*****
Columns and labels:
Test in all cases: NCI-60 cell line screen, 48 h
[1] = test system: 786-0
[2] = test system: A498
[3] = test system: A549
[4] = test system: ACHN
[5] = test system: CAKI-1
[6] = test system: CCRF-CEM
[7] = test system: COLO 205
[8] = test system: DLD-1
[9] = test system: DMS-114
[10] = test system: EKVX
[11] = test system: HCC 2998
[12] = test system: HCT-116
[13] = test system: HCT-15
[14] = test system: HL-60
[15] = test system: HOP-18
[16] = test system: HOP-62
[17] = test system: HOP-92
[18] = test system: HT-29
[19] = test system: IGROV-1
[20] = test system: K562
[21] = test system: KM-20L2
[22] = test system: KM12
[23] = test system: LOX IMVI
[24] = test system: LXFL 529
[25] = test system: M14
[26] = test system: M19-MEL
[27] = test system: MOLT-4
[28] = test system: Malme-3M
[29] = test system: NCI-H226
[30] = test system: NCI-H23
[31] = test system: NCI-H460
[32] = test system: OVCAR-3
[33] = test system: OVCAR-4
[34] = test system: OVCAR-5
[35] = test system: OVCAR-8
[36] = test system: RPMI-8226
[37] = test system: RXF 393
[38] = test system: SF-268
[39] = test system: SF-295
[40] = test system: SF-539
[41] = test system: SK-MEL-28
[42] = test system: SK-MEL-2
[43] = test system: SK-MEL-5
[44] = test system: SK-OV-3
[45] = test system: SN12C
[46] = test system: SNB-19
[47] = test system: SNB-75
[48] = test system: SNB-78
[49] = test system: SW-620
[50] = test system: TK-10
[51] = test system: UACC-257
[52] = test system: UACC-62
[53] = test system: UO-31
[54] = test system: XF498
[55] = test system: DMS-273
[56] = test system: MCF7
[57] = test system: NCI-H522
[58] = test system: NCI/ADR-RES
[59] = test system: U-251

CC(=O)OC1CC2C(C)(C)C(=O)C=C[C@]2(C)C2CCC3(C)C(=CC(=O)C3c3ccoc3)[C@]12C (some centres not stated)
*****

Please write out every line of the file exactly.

Columns and labels:
Test in all cases: NCI-60 cell line screen, 48 h
[1] = test system: 786-0
[2] = test system: A498
[3] = test system: A549
[4] = test system: ACHN
[5] = test system: CAKI-1
[6] = test system: CCRF-CEM
[7] = test system: COLO 205
[8] = test system: DLD-1
[9] = test system: DMS-114
[10] = test system: EKVX
[11] = test system: HCC 2998
[12] = test system: HCT-116
[13] = test system: HCT-15
[14] = test system: HL-60
[15] = test system: HOP-18
[16] = test system: HOP-62
[17] = test system: HOP-92
[18] = test system: HT-29
[19] = test system: IGROV-1
[20] = test system: K562
[21] = test system: KM-20L2
[22] = test system: KM12
[23] = test system: LOX IMVI
[24] = test system: LXFL 529
[25] = test system: M14
[26] = test system: M19-MEL
[27] = test system: MOLT-4
[28] = test system: Malme-3M
[29] = test system: NCI-H226
[30] = test system: NCI-H23
[31] = test system: NCI-H460
[32] = test system: OVCAR-3
[33] = test system: OVCAR-4
[34] = test system: OVCAR-5
[35] = test system: OVCAR-8
[36] = test system: RPMI-8226
[37] = test system: RXF 393
[38] = test system: SF-268
[39] = test system: SF-295
[40] = test system: SF-539
[41] = test system: SK-MEL-28
[42] = test system: SK-MEL-2
[43] = test system: SK-MEL-5
[44] = test system: SK-OV-3
[45] = test system: SN12C
[46] = test system: SNB-19
[47] = test system: SNB-75
[48] = test system: SNB-78
[49] = test system: SW-620
[50] = test system: TK-10
[51] = test system: UACC-257
[52] = test system: UACC-62
[53] = test system: UO-31
[54] = test system: XF498
[55] = test system: DMS-273
[56] = test system: MCF7
[57] = test system: NCI-H522
[58] = test system: NCI/ADR-RES
[59] = test system: U-251

CC(=O)OC1CC2C(C)(C)C(=O)C=C[C@]2(C)C2CCC3(C)C(=CC(=O)C3c3ccoc3)[C@]12C (some centres not stated)